But for now, Walton is probably taking the right approach. Plenty of teams start fast (though never this fast) then drift back toward the pack. No point risking Golden State’s health yet.

Kevin Durant to media: You treated Kobe Bryant ‘like s—‘

Kobe Bryant, Kevin Durant

Kevin Durant once told the media, “You guys really don’t know s—.”

The Thunder star expressed regret, but if he knew how we were going to treat Kobe Bryant, he might have stuck to his guns.

Durant, via Anthony Slater of The Oklahoman:

I did idolize Kobe Bryant. I studied him, wanted to be like him. He was our Michael Jordan. I watched Michael towards the end of his career when he was with the Wizards, and I seen that’s what Kobe emerged as the guy for us.

I’ve been disappointed this year because you guys treated him like s—. He’s a legend, and all I hear is about how bad he’s playing, how bad he’s shooting. It’s time for him to hang it up. You guys treated one of our legends like s—, and I didn’t really like it. So hopefully, now you can start being nice to him now that he decided to retire after this year. It was sad the way he was getting treated, in my opinion.

But he had just an amazing career, a guy who changed the game for me as a player mentally and physically. Means so much to the game of basketball. Somebody I’m always going to look to for advice, for help, for anything. Just a brilliant, brilliant, intelligent man. And it’s sad to see him go.

Kobe is shooting 20% from the floor and 30% on 3-pointers for a 2-14 team. How else should we describe his season?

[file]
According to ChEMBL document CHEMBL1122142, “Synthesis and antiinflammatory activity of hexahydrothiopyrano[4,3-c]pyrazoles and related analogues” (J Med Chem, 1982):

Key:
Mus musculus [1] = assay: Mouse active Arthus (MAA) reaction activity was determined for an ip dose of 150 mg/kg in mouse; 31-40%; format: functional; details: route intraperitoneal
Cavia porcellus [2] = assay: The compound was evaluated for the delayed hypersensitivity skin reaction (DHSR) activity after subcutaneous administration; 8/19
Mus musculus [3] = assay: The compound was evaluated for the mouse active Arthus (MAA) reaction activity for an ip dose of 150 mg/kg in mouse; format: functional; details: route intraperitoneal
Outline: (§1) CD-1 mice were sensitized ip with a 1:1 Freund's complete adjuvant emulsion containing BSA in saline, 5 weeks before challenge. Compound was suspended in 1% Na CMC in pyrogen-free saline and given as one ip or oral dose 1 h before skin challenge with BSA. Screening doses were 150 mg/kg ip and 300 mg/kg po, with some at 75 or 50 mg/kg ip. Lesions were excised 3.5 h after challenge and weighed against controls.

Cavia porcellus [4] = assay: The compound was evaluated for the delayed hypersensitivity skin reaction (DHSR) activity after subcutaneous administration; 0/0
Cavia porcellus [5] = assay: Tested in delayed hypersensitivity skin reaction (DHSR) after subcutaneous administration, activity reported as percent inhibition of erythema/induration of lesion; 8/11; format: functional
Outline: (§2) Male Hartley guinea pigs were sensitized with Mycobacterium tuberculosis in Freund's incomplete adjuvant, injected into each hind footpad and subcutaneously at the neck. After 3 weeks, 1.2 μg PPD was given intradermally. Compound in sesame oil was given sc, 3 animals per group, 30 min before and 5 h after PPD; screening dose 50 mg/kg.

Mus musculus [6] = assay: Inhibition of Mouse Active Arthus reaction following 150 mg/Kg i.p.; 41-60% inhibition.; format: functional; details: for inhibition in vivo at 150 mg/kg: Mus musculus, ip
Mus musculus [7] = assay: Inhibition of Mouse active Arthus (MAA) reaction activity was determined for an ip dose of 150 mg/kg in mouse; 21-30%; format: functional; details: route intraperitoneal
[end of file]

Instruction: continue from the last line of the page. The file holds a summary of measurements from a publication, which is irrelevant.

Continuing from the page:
Why not bash the person most publicly critical of Kobe? Or the many people around the NBA who recognize how far Kobe has fallen? Or Byron Scott, who has repeatedly intensified discussion of Kobe’s demise?

Why is the media, which is not some monolithic entity anyway, the primary target?

There are writers who fawn over Kobe, writers who criticize him and many more who do both. We don’t all think alike.

If we did, Durant would be bound to treat Kobe like s—, too.

Hassan Whiteside thanks Hassan Whiteside in Kobe Bryant tribute


Like many players, Hassan Whiteside posted a tribute to Kobe Bryant upon the Laker star’s retirement announcement.

But Whiteside’s is a bit, um, different.

Whiteside salutes himself for making Kobe smile. (That’s not a smile.) The Heat center also tweeted a screenshot of the Instagram post with the hashtag “#koberetire,” which sounds pretty commanding.

Is Whiteside in on the joke or is he that self-centered? I’m honestly not entirely sure.